I'm still thinking over how I want to lay out the instructions. I think it's going to be in several sections, each dealing with one specific kind of component, with a first page acting as pictorial index.
I'm also thinking of simplifying things in terms of combinations to provide instructions for. For example, I was originally going to cover pulling a display from a laptop and getting a custom controller -- but that is a steep challenge to convey even *with* language involved.
Think about it. Even after you get the LCD panel out of the laptop intact (which is itself a significant feat) you have a controller to buy. To get that, you have to message someone on eBay (or sketchy general-Internet storefronts for the same company) and find out what controller they have that works with your panel. If you aren't particularly lucky, they won't have one for you at all and you get to start over with another laptop. Even if you /are/ able to get the controller, hooking it up is non-trivial -- and that entirely side-steps the issue of getting it from the seller to the buyer. I don't mind sending instructions bucket-brigade -- Timmy c/o Tommy c/o Jane c/o Jack c/o Mindy c/o Mandy, and down the road ya go -- but any serious business is not going to be willing to do that.
So screw it. Out goes that option. Unfortunately. It's really a very good option -- totaled laptops with otherwise-useful screens are not in short supply really anywhere -- /until/ you think about sourcing a controller.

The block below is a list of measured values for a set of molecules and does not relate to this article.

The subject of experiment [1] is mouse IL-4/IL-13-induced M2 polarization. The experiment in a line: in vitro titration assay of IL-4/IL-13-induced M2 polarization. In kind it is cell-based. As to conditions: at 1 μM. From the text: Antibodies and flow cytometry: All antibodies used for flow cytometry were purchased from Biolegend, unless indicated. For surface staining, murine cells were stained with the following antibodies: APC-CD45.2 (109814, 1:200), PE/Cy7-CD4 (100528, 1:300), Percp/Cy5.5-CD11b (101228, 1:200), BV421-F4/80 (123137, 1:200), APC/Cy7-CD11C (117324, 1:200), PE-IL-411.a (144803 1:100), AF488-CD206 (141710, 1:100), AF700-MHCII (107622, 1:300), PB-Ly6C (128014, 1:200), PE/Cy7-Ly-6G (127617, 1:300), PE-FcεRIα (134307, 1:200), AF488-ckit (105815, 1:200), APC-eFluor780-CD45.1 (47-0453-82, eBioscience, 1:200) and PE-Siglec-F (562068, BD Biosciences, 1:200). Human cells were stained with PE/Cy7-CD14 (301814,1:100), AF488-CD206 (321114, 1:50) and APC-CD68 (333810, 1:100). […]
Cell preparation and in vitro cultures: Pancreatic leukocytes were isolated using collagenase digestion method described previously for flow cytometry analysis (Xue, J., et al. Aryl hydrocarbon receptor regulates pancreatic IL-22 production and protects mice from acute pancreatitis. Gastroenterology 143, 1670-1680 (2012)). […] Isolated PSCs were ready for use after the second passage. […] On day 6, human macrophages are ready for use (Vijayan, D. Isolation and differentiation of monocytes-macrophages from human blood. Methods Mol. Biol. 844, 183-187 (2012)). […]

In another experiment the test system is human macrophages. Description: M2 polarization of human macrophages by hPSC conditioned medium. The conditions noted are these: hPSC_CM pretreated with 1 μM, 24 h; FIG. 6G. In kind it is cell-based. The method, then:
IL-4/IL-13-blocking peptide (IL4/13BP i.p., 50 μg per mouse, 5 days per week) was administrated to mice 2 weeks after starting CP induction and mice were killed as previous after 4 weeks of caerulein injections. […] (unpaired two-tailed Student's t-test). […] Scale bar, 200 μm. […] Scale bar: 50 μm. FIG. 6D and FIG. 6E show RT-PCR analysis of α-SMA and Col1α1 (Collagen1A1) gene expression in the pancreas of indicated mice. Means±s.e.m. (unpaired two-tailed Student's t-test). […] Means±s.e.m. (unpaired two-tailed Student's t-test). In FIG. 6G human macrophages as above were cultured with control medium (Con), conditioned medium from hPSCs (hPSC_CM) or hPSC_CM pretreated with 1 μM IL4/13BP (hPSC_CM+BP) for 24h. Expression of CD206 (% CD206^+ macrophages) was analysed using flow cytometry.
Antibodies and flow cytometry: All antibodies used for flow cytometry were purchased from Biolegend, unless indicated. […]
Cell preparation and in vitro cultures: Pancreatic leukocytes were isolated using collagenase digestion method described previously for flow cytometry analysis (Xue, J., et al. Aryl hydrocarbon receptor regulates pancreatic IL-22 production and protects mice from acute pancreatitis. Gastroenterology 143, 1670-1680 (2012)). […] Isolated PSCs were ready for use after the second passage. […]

Most of the problem, really, is the display protocol -- almost every laptop put together in the past twenty years uses a protocol called LVDS, Low Voltage Differential Signalling. The central problem with LVDS is that there are no defined pinouts or connectors or *anything* physical defined *anywhere* in the spec -- the laptop manufacturers are left to do that work themselves, and the result is that it's not really a standard, /per se/ -- it's much more a collection of almost-entirely-proprietary implementations of a protocol. What a waste.
As another matter, I'm rethinking the idea of offering the AnyTop as a kit. This would simplify the instructions significantly, although it would also potentially cause import/export problems, if a country had particularly stringent restrictions on the stuff. I suppose I could offer two versions -- a kit and a set of DIY instructions -- but I'm not terrifically thrilled about that, either.